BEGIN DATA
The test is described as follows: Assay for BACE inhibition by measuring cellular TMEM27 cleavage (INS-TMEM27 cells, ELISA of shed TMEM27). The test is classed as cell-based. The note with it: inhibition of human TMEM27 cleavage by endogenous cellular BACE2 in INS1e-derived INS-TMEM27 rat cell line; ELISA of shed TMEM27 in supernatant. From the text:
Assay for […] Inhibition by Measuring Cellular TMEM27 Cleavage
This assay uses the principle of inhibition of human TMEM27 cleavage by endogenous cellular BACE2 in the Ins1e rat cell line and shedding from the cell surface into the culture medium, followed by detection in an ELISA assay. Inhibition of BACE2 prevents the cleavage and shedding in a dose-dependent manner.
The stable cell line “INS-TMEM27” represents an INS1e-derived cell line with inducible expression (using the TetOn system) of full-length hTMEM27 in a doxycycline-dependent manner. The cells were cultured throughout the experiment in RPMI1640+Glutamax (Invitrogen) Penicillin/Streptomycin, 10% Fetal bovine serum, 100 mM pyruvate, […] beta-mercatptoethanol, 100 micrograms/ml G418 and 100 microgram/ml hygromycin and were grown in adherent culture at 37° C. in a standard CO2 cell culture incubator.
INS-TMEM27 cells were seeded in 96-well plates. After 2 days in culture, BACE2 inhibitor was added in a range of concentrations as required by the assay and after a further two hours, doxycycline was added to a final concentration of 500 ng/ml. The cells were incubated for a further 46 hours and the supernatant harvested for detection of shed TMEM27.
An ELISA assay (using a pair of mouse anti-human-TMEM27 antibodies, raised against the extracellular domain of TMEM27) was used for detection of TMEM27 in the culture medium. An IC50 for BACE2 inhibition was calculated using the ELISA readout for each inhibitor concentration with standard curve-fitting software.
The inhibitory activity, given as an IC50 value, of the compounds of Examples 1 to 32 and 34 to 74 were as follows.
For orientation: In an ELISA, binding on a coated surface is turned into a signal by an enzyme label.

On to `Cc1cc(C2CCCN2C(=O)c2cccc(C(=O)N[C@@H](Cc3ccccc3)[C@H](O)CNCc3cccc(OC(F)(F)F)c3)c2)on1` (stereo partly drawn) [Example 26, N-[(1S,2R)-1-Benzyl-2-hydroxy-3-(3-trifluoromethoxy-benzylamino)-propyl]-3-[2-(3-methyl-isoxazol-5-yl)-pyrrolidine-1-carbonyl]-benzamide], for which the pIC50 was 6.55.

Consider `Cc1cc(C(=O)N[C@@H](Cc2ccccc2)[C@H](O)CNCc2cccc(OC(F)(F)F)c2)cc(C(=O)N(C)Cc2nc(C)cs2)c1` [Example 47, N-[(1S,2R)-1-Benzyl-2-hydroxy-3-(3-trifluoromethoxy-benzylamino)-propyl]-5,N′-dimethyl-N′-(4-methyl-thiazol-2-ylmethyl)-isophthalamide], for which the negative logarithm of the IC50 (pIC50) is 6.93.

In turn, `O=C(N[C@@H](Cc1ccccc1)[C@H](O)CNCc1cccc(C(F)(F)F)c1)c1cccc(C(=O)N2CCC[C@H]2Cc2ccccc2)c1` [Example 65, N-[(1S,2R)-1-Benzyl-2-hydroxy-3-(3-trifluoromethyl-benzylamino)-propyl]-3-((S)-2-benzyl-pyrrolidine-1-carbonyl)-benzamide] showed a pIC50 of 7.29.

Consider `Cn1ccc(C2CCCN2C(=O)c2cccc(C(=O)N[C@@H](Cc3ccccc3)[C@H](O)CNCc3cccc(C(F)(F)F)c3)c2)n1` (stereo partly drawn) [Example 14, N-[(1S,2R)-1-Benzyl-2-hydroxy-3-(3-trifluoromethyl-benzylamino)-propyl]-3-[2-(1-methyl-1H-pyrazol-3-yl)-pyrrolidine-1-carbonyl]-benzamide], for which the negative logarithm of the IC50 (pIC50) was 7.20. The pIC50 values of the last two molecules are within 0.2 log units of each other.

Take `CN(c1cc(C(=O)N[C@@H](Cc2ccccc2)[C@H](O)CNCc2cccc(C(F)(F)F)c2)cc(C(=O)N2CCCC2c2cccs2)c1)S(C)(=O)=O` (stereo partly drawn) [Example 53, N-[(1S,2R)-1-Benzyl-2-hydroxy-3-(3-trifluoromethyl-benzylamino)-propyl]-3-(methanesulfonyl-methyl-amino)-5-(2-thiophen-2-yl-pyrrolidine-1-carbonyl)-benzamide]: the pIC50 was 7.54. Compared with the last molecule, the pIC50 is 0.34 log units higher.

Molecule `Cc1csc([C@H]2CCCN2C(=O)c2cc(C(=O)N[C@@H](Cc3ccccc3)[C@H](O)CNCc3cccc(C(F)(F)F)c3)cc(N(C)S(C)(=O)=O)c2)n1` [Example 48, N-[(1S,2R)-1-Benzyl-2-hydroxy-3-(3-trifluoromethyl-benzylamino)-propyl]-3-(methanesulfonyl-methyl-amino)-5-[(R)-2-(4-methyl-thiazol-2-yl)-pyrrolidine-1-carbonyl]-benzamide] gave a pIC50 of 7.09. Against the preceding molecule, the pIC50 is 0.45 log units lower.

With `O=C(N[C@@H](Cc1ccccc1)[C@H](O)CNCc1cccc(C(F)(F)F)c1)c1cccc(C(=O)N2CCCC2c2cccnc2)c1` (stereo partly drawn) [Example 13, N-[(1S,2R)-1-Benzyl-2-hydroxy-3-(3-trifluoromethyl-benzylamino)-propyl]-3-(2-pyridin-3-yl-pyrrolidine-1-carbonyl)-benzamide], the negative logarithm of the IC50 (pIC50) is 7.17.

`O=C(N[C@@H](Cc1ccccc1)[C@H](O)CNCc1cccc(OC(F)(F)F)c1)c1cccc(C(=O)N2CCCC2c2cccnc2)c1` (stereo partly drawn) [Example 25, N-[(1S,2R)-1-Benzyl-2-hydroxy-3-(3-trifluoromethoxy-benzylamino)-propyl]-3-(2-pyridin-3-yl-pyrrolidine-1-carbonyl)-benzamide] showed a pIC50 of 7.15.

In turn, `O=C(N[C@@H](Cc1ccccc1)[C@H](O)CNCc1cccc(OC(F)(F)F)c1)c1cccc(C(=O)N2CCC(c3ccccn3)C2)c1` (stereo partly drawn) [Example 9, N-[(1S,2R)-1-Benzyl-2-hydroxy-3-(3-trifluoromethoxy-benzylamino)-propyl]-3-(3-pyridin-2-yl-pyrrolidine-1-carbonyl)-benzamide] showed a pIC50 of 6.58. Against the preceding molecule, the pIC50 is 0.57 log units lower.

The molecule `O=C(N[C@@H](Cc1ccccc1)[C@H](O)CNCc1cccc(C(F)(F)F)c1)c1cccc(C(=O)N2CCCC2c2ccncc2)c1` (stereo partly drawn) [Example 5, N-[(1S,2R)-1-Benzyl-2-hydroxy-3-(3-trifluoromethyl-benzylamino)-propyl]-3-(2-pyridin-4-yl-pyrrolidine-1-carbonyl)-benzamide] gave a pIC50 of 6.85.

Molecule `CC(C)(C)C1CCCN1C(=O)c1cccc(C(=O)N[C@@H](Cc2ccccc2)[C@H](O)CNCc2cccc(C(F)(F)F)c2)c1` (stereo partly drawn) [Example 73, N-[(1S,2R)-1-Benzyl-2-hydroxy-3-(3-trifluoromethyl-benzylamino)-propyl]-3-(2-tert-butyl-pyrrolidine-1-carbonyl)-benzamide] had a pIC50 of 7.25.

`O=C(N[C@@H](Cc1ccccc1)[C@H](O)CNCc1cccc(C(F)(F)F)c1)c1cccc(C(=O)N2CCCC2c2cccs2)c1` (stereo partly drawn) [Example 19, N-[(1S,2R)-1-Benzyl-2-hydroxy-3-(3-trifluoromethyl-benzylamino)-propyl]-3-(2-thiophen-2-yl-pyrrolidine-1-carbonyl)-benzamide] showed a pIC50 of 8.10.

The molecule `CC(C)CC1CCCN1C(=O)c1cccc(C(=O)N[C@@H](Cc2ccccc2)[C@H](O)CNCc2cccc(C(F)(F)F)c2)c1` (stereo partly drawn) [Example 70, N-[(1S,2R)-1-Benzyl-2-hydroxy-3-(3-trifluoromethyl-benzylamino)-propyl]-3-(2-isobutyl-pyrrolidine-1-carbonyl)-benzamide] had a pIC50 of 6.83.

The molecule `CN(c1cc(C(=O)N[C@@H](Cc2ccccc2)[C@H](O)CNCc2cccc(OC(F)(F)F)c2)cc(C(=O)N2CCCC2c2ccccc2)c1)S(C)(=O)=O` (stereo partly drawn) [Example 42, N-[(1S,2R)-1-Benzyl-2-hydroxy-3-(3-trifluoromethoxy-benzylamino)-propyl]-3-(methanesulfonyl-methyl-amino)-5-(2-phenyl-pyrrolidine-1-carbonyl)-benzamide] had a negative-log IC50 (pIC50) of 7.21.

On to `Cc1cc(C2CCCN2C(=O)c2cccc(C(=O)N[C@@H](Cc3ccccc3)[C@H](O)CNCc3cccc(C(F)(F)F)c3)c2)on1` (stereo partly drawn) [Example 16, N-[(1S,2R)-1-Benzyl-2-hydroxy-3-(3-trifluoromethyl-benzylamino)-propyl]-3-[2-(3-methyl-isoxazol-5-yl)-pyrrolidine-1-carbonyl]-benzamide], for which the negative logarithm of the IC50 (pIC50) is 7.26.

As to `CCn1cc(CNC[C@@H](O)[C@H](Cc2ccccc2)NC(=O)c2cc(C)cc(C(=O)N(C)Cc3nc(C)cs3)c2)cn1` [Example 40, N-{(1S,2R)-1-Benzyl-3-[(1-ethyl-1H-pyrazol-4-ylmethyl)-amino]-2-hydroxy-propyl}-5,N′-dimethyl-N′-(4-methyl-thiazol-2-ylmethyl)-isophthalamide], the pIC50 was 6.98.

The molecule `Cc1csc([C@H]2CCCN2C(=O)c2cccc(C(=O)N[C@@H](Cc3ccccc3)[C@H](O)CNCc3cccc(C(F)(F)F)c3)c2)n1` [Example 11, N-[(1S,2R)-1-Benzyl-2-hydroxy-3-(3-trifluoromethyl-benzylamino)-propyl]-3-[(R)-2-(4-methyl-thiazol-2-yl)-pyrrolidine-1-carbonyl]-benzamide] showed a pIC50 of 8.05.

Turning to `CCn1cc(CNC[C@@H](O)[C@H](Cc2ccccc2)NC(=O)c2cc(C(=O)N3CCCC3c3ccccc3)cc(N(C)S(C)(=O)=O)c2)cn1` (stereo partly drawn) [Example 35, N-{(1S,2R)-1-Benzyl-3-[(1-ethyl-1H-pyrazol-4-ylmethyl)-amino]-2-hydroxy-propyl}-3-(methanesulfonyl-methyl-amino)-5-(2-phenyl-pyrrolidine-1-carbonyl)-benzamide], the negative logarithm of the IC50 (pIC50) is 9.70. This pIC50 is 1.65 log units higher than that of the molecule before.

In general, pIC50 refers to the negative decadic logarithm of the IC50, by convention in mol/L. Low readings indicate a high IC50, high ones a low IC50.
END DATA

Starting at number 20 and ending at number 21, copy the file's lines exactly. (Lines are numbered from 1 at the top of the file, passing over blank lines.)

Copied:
`O=C(N[C@@H](Cc1ccccc1)[C@H](O)CNCc1cccc(C(F)(F)F)c1)c1cccc(C(=O)N2CCCC2c2cccs2)c1` (stereo partly drawn) [Example 19, N-[(1S,2R)-1-Benzyl-2-hydroxy-3-(3-trifluoromethyl-benzylamino)-propyl]-3-(2-thiophen-2-yl-pyrrolidine-1-carbonyl)-benzamide] showed a pIC50 of 8.10.

The molecule `CC(C)CC1CCCN1C(=O)c1cccc(C(=O)N[C@@H](Cc2ccccc2)[C@H](O)CNCc2cccc(C(F)(F)F)c2)c1` (stereo partly drawn) [Example 70, N-[(1S,2R)-1-Benzyl-2-hydroxy-3-(3-trifluoromethyl-benzylamino)-propyl]-3-(2-isobutyl-pyrrolidine-1-carbonyl)-benzamide] had a pIC50 of 6.83.